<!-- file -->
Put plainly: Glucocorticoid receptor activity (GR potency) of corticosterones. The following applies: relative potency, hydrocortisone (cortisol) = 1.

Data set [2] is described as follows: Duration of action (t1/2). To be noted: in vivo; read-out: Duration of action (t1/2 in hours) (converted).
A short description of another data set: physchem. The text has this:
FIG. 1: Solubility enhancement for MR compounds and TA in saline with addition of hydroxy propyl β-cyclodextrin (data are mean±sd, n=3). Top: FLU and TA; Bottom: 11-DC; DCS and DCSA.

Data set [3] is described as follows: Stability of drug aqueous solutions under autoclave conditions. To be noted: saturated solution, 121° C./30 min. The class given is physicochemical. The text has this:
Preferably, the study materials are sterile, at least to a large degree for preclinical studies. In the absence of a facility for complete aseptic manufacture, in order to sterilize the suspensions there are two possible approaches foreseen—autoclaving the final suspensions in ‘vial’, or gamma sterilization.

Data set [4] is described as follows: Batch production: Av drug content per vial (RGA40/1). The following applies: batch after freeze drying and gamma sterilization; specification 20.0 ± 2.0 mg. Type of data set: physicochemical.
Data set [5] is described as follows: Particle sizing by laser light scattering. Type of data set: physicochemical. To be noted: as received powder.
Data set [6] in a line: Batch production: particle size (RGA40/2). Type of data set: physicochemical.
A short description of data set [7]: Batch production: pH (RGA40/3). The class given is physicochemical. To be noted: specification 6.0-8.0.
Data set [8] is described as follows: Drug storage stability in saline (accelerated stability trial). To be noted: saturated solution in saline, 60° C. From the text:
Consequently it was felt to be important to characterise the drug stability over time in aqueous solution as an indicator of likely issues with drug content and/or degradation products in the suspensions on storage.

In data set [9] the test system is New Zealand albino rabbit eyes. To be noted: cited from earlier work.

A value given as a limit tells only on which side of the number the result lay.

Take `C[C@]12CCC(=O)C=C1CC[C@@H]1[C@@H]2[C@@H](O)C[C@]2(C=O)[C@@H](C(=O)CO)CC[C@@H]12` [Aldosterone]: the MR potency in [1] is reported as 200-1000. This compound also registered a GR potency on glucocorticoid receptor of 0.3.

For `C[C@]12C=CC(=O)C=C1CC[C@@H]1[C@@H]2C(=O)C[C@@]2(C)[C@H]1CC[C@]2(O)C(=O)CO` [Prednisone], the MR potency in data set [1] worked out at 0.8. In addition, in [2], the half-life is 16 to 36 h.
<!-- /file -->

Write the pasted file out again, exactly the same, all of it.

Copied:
Put plainly: Glucocorticoid receptor activity (GR potency) of corticosterones. The following applies: relative potency, hydrocortisone (cortisol) = 1.

Data set [2] is described as follows: Duration of action (t1/2). To be noted: in vivo; read-out: Duration of action (t1/2 in hours) (converted).
A short description of another data set: physchem. The text has this:
FIG. 1: Solubility enhancement for MR compounds and TA in saline with addition of hydroxy propyl β-cyclodextrin (data are mean±sd, n=3). Top: FLU and TA; Bottom: 11-DC; DCS and DCSA.

Data set [3] is described as follows: Stability of drug aqueous solutions under autoclave conditions. To be noted: saturated solution, 121° C./30 min. The class given is physicochemical. The text has this:
Preferably, the study materials are sterile, at least to a large degree for preclinical studies. In the absence of a facility for complete aseptic manufacture, in order to sterilize the suspensions there are two possible approaches foreseen—autoclaving the final suspensions in ‘vial’, or gamma sterilization.

Data set [4] is described as follows: Batch production: Av drug content per vial (RGA40/1). The following applies: batch after freeze drying and gamma sterilization; specification 20.0 ± 2.0 mg. Type of data set: physicochemical.
Data set [5] is described as follows: Particle sizing by laser light scattering. Type of data set: physicochemical. To be noted: as received powder.
Data set [6] in a line: Batch production: particle size (RGA40/2). Type of data set: physicochemical.
A short description of data set [7]: Batch production: pH (RGA40/3). The class given is physicochemical. To be noted: specification 6.0-8.0.
Data set [8] is described as follows: Drug storage stability in saline (accelerated stability trial). To be noted: saturated solution in saline, 60° C. From the text:
Consequently it was felt to be important to characterise the drug stability over time in aqueous solution as an indicator of likely issues with drug content and/or degradation products in the suspensions on storage.

In data set [9] the test system is New Zealand albino rabbit eyes. To be noted: cited from earlier work.

A value given as a limit tells only on which side of the number the result lay.

Take `C[C@]12CCC(=O)C=C1CC[C@@H]1[C@@H]2[C@@H](O)C[C@]2(C=O)[C@@H](C(=O)CO)CC[C@@H]12` [Aldosterone]: the MR potency in [1] is reported as 200-1000. This compound also registered a GR potency on glucocorticoid receptor of 0.3.

For `C[C@]12C=CC(=O)C=C1CC[C@@H]1[C@@H]2C(=O)C[C@@]2(C)[C@H]1CC[C@]2(O)C(=O)CO` [Prednisone], the MR potency in data set [1] worked out at 0.8. In addition, in [2], the half-life is 16 to 36 h.